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In cold blood

Q From Andy Cilley: What is the origin of in cold blood?

A Think of the effect of doing something with emotion, passion or great exertion. The blood flows to your face and you feel hot. At a time before our understanding of the human body was as good as it is now, it was thought that the blood actually grew hot at such times. We still have a set of phrases in the language that reflect this, such as his blood boiled or in the heat of passion, which contrast with others that describe a person whose blood is cold or cool, so detached or uninvolved. So, an action that was carried out without excitement or emotional involvement was said to have been taken when the blood was cold (the exact equivalent of the French sang froid). The phrase is now usually taken to refer to some act that might look like an act of passion but which was actually done with cool deliberation; it’s first recorded in Joseph Addison’s Spectator in 1711.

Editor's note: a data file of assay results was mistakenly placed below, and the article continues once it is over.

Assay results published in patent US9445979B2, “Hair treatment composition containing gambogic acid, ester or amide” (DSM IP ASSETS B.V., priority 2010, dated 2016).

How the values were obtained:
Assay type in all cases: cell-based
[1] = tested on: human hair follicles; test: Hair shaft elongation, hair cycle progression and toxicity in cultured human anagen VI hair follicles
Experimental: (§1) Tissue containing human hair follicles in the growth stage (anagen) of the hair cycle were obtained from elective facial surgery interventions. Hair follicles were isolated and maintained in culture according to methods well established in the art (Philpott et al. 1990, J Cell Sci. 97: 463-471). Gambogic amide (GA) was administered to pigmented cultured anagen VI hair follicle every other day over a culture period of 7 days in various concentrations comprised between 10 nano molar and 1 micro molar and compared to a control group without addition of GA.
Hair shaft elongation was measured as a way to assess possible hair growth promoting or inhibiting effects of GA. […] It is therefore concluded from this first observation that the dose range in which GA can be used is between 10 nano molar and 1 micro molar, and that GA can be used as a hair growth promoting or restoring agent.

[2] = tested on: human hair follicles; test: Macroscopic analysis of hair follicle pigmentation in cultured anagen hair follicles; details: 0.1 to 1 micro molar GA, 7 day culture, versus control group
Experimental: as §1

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Copyright © Michael Quinion, 1996–. All rights reserved.
Page created 23 Jan. 1999

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The English language is forever changing. New words appear; old ones fall out of use or alter their meanings. World Wide Words tries to record at least a part of this shifting wordscape by featuring new words, word histories, words in the news, and the curiosities of native English speech.

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Last modified: 23 January 1999.